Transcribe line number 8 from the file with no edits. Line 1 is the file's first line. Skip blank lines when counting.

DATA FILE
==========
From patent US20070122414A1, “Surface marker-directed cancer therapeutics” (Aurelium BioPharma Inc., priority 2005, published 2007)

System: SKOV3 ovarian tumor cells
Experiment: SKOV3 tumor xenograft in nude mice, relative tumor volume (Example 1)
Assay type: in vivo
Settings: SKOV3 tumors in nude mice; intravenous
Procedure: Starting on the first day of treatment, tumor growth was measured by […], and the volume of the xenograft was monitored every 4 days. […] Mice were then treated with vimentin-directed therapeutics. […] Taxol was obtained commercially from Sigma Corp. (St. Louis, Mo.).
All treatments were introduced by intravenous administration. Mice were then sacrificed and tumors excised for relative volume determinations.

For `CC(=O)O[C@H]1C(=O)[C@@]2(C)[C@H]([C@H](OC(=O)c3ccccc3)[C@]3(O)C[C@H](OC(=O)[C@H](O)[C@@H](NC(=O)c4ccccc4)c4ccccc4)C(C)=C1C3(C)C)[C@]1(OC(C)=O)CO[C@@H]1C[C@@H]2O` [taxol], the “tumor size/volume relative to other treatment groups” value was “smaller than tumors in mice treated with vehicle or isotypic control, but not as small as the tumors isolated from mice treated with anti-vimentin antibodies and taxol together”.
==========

For `CC(=O)O[C@H]1C(=O)[C@@]2(C)[C@H]([C@H](OC(=O)c3ccccc3)[C@]3(O)C[C@H](OC(=O)[C@H](O)[C@@H](NC(=O)c4ccccc4)c4ccccc4)C(C)=C1C3(C)C)[C@]1(OC(C)=O)CO[C@@H]1C[C@@H]2O` [taxol], the “tumor size/volume relative to other treatment groups” value was “smaller than tumors in mice treated with vehicle or isotypic control, but not as small as the tumors isolated from mice treated with anti-vimentin antibodies and taxol together”.